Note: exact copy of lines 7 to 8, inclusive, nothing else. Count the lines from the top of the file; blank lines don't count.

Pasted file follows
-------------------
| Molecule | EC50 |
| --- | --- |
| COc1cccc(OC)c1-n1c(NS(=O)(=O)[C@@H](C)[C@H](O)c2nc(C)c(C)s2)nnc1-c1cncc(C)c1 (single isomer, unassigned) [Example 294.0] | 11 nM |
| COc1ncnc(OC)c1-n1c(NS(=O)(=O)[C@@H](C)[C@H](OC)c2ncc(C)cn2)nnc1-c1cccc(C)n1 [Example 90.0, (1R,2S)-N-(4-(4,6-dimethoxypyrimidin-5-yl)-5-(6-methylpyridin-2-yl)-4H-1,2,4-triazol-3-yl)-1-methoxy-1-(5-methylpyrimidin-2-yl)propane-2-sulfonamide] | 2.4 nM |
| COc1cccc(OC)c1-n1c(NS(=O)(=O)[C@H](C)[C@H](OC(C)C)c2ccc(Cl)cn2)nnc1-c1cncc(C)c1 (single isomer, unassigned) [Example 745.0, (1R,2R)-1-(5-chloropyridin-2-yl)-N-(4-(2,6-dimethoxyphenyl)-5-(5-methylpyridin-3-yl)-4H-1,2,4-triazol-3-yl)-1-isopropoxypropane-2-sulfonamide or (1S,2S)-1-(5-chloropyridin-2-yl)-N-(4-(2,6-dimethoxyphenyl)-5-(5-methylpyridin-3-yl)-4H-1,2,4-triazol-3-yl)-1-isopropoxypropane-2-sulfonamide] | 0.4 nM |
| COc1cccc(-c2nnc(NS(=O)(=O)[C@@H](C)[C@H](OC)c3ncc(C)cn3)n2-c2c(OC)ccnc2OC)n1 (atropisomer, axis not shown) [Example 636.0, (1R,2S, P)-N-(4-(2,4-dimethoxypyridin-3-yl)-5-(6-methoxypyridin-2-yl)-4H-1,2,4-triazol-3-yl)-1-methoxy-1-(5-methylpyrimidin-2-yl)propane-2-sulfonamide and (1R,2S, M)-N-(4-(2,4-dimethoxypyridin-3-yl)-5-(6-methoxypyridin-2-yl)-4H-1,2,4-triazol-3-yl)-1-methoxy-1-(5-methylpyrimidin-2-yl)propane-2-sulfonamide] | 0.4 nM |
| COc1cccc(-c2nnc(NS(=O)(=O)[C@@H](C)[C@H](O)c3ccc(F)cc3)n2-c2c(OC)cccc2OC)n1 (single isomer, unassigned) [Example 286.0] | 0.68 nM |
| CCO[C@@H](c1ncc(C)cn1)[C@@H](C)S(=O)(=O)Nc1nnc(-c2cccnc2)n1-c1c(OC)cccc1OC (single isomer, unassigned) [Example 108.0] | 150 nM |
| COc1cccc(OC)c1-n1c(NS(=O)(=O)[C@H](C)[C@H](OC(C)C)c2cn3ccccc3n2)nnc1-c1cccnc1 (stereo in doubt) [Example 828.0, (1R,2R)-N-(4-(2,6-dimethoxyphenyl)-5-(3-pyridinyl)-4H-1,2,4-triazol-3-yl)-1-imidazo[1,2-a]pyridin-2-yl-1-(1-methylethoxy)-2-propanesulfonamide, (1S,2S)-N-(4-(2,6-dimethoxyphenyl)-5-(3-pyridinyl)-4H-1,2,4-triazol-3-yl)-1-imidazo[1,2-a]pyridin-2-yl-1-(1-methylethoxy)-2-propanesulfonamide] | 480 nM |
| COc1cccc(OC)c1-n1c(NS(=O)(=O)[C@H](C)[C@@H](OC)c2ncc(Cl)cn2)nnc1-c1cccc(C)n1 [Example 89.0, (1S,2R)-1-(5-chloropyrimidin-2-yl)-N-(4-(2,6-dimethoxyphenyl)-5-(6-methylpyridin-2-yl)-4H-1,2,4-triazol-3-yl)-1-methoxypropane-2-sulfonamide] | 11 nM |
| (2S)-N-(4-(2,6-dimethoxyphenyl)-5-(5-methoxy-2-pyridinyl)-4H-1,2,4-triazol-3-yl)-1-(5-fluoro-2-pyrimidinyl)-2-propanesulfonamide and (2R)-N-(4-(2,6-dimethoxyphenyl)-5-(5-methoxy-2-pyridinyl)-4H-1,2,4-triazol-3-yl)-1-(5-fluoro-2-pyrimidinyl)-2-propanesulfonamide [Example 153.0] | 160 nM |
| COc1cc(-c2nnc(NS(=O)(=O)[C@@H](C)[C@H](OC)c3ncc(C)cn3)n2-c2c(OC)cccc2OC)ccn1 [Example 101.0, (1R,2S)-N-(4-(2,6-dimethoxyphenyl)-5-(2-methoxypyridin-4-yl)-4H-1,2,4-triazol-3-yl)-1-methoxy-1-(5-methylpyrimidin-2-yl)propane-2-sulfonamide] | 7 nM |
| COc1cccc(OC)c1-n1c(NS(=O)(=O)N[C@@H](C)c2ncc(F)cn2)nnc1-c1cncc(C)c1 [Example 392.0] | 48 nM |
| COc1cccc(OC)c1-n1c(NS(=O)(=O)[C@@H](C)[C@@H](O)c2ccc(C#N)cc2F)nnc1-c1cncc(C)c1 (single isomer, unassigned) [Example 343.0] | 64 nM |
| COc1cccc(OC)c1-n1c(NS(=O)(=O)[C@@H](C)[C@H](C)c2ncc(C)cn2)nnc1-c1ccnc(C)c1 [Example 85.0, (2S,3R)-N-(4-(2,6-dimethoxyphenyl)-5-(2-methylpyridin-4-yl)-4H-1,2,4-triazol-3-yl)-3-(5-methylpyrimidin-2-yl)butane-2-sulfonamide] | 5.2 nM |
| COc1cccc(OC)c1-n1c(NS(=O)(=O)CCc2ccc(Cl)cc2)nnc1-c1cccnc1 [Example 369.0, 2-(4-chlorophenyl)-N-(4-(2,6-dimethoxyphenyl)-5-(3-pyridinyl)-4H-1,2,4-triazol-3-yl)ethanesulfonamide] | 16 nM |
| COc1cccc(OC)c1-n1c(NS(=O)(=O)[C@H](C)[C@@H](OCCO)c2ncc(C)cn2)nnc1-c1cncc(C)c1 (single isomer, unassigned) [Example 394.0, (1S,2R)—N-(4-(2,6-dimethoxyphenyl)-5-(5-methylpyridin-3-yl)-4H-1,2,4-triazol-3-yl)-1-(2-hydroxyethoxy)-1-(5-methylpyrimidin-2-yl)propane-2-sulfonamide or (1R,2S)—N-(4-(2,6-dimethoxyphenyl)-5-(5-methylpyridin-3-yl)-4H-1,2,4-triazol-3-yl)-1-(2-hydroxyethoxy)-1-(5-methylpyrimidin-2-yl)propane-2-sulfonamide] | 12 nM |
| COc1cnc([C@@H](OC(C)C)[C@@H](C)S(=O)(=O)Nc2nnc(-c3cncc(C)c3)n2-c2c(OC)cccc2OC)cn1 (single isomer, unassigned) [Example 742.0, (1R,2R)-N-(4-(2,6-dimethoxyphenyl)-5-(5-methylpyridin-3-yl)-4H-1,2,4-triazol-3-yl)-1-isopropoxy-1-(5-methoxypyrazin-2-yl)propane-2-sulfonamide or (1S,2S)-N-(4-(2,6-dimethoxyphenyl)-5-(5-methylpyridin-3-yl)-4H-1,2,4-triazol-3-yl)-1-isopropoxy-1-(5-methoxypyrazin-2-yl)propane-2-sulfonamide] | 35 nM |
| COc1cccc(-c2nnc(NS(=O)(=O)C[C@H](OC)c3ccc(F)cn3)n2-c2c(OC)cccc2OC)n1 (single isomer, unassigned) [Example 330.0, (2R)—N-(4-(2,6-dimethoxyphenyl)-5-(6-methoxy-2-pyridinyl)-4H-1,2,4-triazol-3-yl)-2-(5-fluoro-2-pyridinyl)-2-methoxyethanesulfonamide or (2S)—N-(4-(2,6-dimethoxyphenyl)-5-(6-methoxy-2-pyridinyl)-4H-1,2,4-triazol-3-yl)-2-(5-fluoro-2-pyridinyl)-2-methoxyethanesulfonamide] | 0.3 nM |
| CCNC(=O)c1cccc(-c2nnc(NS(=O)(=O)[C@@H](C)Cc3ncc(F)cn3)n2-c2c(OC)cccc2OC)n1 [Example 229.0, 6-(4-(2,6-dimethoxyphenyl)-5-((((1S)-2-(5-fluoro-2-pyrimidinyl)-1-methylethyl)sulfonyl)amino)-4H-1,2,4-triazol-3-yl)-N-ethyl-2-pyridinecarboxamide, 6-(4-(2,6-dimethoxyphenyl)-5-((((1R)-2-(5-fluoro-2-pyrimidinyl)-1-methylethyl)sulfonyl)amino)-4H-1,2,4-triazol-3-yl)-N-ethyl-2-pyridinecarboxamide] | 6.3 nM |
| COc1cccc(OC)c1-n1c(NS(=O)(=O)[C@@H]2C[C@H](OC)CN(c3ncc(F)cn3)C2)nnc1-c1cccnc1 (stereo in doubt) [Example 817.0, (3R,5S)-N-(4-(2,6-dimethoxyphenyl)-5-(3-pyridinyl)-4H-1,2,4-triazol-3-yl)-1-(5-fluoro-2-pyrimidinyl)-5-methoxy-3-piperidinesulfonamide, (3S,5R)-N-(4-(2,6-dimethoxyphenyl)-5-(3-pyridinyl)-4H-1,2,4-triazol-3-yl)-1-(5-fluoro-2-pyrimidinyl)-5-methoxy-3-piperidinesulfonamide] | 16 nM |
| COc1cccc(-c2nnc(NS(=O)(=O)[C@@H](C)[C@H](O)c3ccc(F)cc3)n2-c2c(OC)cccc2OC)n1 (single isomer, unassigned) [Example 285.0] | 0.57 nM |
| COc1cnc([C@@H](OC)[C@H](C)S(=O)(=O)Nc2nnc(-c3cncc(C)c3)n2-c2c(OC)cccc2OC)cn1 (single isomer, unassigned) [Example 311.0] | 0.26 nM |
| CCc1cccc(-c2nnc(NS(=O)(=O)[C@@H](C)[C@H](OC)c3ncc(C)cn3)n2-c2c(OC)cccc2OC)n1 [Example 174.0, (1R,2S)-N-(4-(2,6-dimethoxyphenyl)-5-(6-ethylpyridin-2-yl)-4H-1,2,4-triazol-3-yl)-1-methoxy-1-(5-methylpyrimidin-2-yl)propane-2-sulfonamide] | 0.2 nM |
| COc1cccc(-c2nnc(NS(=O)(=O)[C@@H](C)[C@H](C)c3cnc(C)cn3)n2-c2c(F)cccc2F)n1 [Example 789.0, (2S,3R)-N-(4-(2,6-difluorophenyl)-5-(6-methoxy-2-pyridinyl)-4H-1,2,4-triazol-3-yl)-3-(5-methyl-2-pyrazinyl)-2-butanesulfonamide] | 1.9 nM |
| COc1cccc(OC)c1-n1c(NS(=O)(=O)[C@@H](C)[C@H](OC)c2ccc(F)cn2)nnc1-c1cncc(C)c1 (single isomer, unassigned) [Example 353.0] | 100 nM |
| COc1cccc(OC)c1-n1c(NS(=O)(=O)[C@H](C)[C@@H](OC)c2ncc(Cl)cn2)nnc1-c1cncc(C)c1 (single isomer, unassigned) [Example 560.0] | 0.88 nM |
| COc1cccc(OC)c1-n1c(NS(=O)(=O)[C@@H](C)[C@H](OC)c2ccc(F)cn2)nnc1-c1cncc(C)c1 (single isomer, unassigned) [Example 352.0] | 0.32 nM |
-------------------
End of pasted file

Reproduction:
| COc1cccc(-c2nnc(NS(=O)(=O)[C@@H](C)[C@H](O)c3ccc(F)cc3)n2-c2c(OC)cccc2OC)n1 (single isomer, unassigned) [Example 286.0] | 0.68 nM |
| CCO[C@@H](c1ncc(C)cn1)[C@@H](C)S(=O)(=O)Nc1nnc(-c2cccnc2)n1-c1c(OC)cccc1OC (single isomer, unassigned) [Example 108.0] | 150 nM |